With exactly a month left on the 2022 edition of the Kochi Muziris Biennale, you’re probably just realising how much you want to see it. And wondering just how much time you need to see it. Well, we went in January, and since you missed us then, this piece is the closest to a tour you’ll get from us. We have a longer list of works we think you must-see, but that's another post ;)
And of course we made you lovelies a map.
If you have only 2 hours:
Skip the lines and crowds at the main venues and head to TKM Warehouse (see map above) located at the furthest corner from the main venue. Here you’ll find 4 of our absolute favourite things from this edition:
Head to TKM Ware House
Part of the Biennale's Invitation's program, the venue has 7 separate installations, and is definitely a must-see. We've picked our favs below that you must catch!
Bhumi: The outcome of a collaboration between local crafts people and artists, Bhumi comprises 3 of 4 projects made during the first lockdown in Bangladesh. Each project – the bamboo wall mounted mats, the coir figurines, and the rolls of jute fibre – was made using local techniques and materials blended collaborative artistic practices, initiated by the Gidree Bawlee Foundation of Arts and Durjoy Bangladesh Foundation (DBF). [The fourth was a land art project an image of which is used on their banner outside the room 🙂]
William Kentridge: This 15 mins film made to the soundtrack of Dmitri Shostakovich’s impactful music – this piece was made to commemorate the death of Stalin – William’s film weavings a mesmerising narrative that plots the rise and fall of the Communist leader, through playful, humourous stop-motion animation and puppetry.
Jitish Kallat, Covering Letter: A much talked about installation, Jitish presents here, a letter Gandhi wrote Hitler in 1939, calling for peace, ‘for the sake of humanity’. Projected on a screen of smoke, the installation and letter is chilling in its prescience, in anticipating the reduction of ‘humanity to the savage state’.
Tangled Hierarchy 2: Curated by Jitish Kallat, this show brings together visually and thematically works that deal with borders, war and displacement, through the clever juxtaposition and conversation between works from different times and places. Look out for Mona Hatoum with her ‘Hot Spot’ globe on fire, next to Zarina’s poignant ‘Abyss’, and play of illusions between the ‘Impossible Staircase’ by Sir Roger Penrose and the sound installation as you climb the stairs by Prof. Roger Shepard.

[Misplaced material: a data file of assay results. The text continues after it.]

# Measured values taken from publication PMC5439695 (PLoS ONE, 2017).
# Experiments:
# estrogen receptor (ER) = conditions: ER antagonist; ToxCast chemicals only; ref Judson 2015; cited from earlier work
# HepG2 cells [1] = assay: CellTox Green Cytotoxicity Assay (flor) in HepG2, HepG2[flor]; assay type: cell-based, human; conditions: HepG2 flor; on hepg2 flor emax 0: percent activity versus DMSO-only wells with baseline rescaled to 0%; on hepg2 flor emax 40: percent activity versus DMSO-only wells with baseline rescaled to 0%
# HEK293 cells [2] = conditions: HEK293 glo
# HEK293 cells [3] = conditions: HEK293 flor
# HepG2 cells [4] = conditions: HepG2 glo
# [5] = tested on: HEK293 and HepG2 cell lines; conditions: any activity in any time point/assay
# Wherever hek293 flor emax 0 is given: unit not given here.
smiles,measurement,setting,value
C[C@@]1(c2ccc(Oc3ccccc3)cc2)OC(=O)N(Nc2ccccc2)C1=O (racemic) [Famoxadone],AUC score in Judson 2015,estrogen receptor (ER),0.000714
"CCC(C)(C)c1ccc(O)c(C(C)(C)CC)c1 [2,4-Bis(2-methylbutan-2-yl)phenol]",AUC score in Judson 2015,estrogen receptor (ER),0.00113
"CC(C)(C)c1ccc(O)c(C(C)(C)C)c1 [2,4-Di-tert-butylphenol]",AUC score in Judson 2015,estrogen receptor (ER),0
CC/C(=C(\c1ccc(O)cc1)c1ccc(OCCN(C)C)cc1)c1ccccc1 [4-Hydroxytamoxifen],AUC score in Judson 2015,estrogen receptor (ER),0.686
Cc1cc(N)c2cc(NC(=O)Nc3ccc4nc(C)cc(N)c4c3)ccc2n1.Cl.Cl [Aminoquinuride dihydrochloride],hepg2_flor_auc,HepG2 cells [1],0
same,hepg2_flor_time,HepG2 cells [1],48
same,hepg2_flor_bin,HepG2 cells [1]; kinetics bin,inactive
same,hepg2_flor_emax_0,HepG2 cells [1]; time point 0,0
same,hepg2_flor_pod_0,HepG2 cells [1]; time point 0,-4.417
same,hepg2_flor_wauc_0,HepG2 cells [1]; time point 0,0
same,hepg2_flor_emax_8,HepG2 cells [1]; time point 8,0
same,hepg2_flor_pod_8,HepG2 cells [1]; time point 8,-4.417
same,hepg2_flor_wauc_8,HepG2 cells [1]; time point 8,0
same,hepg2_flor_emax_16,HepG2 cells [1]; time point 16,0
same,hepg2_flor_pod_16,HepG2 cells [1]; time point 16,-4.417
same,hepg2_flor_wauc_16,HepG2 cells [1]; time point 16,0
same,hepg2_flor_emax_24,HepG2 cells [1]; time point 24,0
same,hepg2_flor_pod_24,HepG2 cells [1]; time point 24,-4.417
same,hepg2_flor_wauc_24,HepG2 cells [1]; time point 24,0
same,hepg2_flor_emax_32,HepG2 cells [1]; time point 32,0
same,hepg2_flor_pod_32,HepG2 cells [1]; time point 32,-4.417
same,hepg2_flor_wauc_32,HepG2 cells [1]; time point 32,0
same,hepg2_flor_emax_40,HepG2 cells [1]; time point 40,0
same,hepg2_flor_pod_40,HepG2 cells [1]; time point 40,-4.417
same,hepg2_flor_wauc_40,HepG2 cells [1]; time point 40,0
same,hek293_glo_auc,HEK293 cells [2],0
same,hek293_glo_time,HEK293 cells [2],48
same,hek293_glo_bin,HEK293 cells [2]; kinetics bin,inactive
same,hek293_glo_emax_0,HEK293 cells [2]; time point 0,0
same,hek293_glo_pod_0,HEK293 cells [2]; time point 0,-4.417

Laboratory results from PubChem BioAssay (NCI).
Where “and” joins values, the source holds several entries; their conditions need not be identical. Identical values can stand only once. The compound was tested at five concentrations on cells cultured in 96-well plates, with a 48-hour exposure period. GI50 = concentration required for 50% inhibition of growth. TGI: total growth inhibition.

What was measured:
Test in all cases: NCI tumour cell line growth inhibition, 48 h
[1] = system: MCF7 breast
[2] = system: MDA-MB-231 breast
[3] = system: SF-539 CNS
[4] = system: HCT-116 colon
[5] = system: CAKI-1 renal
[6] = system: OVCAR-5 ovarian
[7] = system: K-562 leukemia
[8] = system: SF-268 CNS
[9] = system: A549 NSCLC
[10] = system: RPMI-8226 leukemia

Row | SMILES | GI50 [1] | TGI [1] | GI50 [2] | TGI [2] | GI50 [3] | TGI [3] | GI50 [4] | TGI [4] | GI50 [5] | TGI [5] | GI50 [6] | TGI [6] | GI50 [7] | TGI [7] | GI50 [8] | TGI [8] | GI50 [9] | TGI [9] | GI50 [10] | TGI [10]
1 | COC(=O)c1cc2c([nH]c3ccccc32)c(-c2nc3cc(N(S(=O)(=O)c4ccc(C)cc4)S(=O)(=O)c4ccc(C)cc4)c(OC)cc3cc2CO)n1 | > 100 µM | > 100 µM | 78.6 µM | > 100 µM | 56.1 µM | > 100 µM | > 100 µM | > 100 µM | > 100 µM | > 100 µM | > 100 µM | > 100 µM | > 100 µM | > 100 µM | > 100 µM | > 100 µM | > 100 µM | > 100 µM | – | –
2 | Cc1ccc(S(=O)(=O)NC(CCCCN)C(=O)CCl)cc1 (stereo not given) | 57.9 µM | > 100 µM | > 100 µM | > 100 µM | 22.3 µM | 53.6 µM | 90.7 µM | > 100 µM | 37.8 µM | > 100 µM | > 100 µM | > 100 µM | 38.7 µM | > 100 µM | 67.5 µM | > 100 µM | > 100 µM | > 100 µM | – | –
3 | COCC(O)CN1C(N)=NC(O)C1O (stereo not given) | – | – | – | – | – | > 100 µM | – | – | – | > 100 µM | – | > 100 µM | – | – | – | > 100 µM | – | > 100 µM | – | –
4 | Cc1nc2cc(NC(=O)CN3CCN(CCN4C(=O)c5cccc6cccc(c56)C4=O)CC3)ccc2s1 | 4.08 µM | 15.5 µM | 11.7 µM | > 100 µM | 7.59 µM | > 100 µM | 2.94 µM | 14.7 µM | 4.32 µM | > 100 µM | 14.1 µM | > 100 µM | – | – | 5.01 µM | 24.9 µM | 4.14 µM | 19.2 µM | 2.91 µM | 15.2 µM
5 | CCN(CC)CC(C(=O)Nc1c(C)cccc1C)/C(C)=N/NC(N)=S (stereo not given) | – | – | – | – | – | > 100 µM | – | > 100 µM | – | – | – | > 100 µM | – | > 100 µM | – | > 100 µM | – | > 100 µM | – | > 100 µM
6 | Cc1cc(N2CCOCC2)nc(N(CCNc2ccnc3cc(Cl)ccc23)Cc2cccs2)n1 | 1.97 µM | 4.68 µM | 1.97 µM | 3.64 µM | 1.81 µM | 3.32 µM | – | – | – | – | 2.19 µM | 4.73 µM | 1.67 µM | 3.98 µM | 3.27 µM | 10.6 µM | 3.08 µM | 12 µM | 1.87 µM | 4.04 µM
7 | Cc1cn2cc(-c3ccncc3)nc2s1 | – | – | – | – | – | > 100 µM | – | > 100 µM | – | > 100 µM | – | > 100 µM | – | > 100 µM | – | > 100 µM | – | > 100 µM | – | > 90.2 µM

If you have only 2 Days:
Aspinwall, Pepper house and Anand Warehouse (all require tickets)
Start fresh at TKM Warehouse and wind your way back for the highlights, Kashi Hallegua House, Mocha Art Cafe, VKL, Armaan Building. (See our map for tips and directions)
If you’re intent on seeing everything:
You’re a super hero, we applaud your drive! Let us know what works/spaces we missed :)
We just had to share what we'd learnt on this visit, if there's something in particular you need, email us or drop a comment below, and we'll try and sort you out.
Some venues (see map) require a Biennale ticket to enter. Plan your trip accordingly.
We highly recommend buying the ticket online, yes it saves time and paper, but you also don’t have to keep track of it.
It’s hot, carry water, stay hydrated and dress for the weather.
Carry mosquito repellent; lots of video works (aka dark rooms) attract lots of mosquitos.
Mark your progress as you wander from room to room, helpful maps located everywhere will keep you from getting lost.
For day trips, or to cover longer distances, we recommend hiring one of the helpful autos guys that service the area. They know each of the venues and can be booked by the hour.
There are guided tours available for Aspinwall House. There, and at other venues, look for volunteers if you have questions. Most have been there since the beginning and many have worked closely with the artist(s) to install, so May possess unique insider knowledge.
We hope you enjoy this Biennale as much as we did. Let us know if you found this at all helpful
A & N